4 Simple Mindset Shifts for Taking Better Care of Yourself in 2017
If there’s one thing that most of us can agree on, it’s that 2016 has been all too generous with the ups and downs. In times of tumult, being able to tap into the feelings of others, whether they’re high or low, is a beautiful gift of solidarity. This same gift, however, can also make us feel pretty small against the collective emotional tide.
Regaining your power and meeting 2017 strong doesn’t have to be as herculean a task as it might at first seem. And better yet, it all starts with tiny changes in how you think.
These four small shifts in mindset and behavior can help you start the new year happier, stronger, more stable, and readier than ever to show up and stand by the people who need you to be a hero—yourself included.
1. Reacquaint yourself with leisure
Ancient Greeks worked in order to make time for the good things in life—or skole. In fact, the only word that they used for daily work was a-scolia, or “anti-leisure.” But with the 20th century rise of so-called “Total Work,” a necessity for rebuilding after two world wars, leisure became considered lazy or self-indulgent; idleness became a sin. But leisure, as Josef Pieper underscores in his book on the subject, is not idleness: it is a state of internal calmness essential to the work and life of a human being.
Taking time out for leisure is something that we may have been socialized to shun, but you can get reacquainted with the feeling of leisure slowly, starting by practicing moments of creative idleness. Creatively idle activities—ones that are not goal-oriented—allow your brain to change gears and, in doing so, relax and expand your thinking horizons. Start with slipping mindless tasks like data entry into your day, or making time for play—whether that’s a game of frisbee, a bit of painting, or a game of hide and seek with your younger relatives or children. Both of these seemingly idle tasks can help ease you into a renewed relationship with leisure.
2. Rethink love
Alain de Botton, the man behind The Book of Life, explains that in love, we must abandon our fantasies of effortless perfection and be willing to teach. Eric Fromm, famed German social psychologist and philosopher, offers a needed complementary truth in The Art of Loving: to love well, he explains, we must also be ready to learn—an exercise that takes discipline, concentration, and patience. You can cultivate all three of these core skills for loving with three simple exercises in discipline, concentration, and patience.
Discipline: get out of bed at a regular hour and devote a set amount of time to activities that help you grow, such as meditation, reading, or exercise.
Concentration: learn solitude with yourself and your thoughts. Try closing your eyes and imagining a blank, white screen. Breathe. Be with yourself. Breathe again. Maybe subscribe to Headspace—(we know that meditation isn’t easy).
Patience: To foster patience, try intentionally slowing down during your daily interactions, whether that’s in conversation or while you’re eating. Speaking of which…
3. Linger over a meal
In order to keep up with the grueling pace of our daily lives, we tend to prefer food that’s readily accessible. Instead of sitting down to a meal with family and friends, we often eat alone, rapidly, usually while doing something else. Of course, this takes a toll on our bodies: obesity rates, for instance, are on the up, and we don’t always make the healthiest decisions, since what’s readily accessible is often high in sugar or fat.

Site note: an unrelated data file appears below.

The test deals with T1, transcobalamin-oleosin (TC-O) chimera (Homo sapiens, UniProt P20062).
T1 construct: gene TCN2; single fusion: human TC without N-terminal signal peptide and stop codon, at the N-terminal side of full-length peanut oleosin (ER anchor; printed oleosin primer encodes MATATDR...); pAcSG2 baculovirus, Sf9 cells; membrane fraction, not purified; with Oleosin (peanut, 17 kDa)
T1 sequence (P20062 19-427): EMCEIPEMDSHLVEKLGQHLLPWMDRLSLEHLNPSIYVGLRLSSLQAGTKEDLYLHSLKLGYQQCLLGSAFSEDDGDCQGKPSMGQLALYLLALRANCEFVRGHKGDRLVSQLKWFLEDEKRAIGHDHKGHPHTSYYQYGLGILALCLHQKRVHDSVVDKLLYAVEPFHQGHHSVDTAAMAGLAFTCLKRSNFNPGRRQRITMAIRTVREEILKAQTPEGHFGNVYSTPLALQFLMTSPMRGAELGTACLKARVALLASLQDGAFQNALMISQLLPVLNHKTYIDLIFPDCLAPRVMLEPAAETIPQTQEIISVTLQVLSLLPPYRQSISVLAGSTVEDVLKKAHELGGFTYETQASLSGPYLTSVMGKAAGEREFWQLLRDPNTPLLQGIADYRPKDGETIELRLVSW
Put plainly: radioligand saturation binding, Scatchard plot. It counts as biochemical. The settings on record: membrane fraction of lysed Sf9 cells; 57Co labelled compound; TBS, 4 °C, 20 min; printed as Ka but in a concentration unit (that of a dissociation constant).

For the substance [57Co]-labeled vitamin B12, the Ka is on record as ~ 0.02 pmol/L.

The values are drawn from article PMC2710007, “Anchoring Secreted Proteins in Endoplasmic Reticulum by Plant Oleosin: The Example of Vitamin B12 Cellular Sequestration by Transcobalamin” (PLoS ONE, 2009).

But these habits aren’t insurmountable, and taking back how we fuel ourselves starts with learning to eat mindfully. In his book In Praise of Slowness, Carl Honoré observes that cooking and eating slowly can be a wonderful way to unwind, like a form of meditation. So, next time you want to take your lunch at your desk so you can work while you eat, remember that you are more important than your job and you deserve time to relax. Take your lunch to a park bench instead, enjoy the sun on your face, and savor each delicious bite of food.
The British wartime slogan, “Keep Calm and Carry On,” has become a popular quote on T-shirts, coffee mugs, and other items in recent years. But how do you keep calm in reality? The answer is right under your nose: with simple breathing exercises. They can help you rewire your nervous system and build up resilience against stress, so when 2017 comes at you, you’re ready.
One breathing technique of which you might not have heard is called alternate nostril breathing, and you can find it in Emma Seppälä’s The Happiness Track. Believe it or not, only one of your nostrils actually “does” the breathing on a daily basis. But exercising both nostrils can increase airflow through your nose, and more air means easier, calmer breathing, and in turn, a calmer you. To experiment with alternate nostril breathing, try blocking the airflow of one nostril, pressing down on it with your hand. Then alternate, blocking the flow of the other nostril. This exercise will increase the airflow through the less dominant nostril, training it to work even better so that you can breathe and be well.
Read the blinks to all four of these feel-good, be better books on Blinkist. Or just take some time off to rest, recharge, and get ready to meet 2017 as a calmer you. From Blinkist HQ in Berlin, we’re wishing you the best new year yet.